This week, we talk to a guy who deals with food gone bad. Tainted hamburgers, sour burritos, salmonella-laced chicken: Food poisoning attorney Bill Marler confronts the aftermath of foodborne illnesses. Since gaining a reputation through his litigation during the infamous 1993 Jack-in-the-Box E.coli outbreak, Marler has worked on cases involving companies like McDonald’s, Odwalla, and most recently, Chipotle. He’s also a major force in food safety policy and runs a website called Food Safety News. During our conversation, he traces the rise of illnesses like E.coli and salmonella (“We have to keep up with these bugs”), gives us some tips on avoiding them, and reveals the real scoop on thrice-washed-spinach. We also explore some news about the superbugs emerging from antibiotic resistance in the livestock industry, and discover how food changes when in flight.
Rank #6: 19 - Top Chef's Tom Colicchio Talks Trump
A question that some people might be asking right now: How can you think about food at a time like this? But actually, food has everything to do with the election of Donald Trump: On this episode, Tom Philpott talks to Tom Colicchio of TV’s Top Chef, about how the mighty food industry is poised to stage a major resistance against some of Trump’s policies. One giant group of people who are wondering what’s in store for them over these next few years is restaurant workers, many of whom are undocumented. We hear from one of them, a waiter in New York City with a complicated immigration status. Also: Jenny talks to the formerly homeless manager of a kitchen at a single room occupancy building about why he voted for Trump.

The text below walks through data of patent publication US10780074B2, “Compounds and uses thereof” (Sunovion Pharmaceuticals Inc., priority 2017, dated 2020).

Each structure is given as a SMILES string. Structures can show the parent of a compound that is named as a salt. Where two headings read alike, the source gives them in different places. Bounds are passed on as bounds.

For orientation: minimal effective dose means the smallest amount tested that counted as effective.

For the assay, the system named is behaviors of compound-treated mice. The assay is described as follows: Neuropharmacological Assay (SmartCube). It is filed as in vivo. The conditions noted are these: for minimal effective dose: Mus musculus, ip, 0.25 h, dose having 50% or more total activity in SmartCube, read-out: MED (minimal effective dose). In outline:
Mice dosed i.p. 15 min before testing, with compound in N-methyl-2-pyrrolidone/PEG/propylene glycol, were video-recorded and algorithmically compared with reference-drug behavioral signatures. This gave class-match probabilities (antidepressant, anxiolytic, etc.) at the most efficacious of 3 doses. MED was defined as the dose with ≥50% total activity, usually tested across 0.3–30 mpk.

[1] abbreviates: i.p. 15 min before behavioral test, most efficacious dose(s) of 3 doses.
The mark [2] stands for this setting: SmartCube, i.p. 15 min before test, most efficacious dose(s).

Rank #7: 16 - What Fox News Missed in Chinatown
Manhattan's Chinatown recently made headlines for being the target of an offensive segment on Bill O’Reilly’s Fox News show. Fox missed the real story: the truly special place it occupies in the US food scene. Navigate the narrow, bustling sidewalks Mott Street between Canal and Hester and you'll see food everywhere, from live frogs to whole dragon fruit. What makes culinary Chinatown tick? For answers, we turn on this week's Bite podcast to Valerie Imbruce, author of the new book From Farm to Canal Street. Imbruce argues that Manahttan's Chinatown is a remnant of pre-supermarket New York—and also a viable model for a more tantalizing food future. We also went to San Francisco’s Chinatown to track down the surprising origins of fortune cookies. (Hint: They’re not from China!) And: If you want to spice up a conference panel, invite some angry, chanting vegans. Just ask Tom.
Rank #8: 29 – This Simple Advice Completely Changed the Way I Eat
Writer and chef Samin Nosrat distills cooking into four basic elements: salt, fat, acid, heat. In this episode, she reveals secrets about using one of them to transform what you cook—and her advice changed how Maddie was tasting food for the days following. Maddie and Samin conduct a taste test, and Samin reveals how she clinched her first cooking job at Chez Panisse, and dishes on what it took to win over Alice Water. Plus, Tom reveals some of his own home cooking tricks.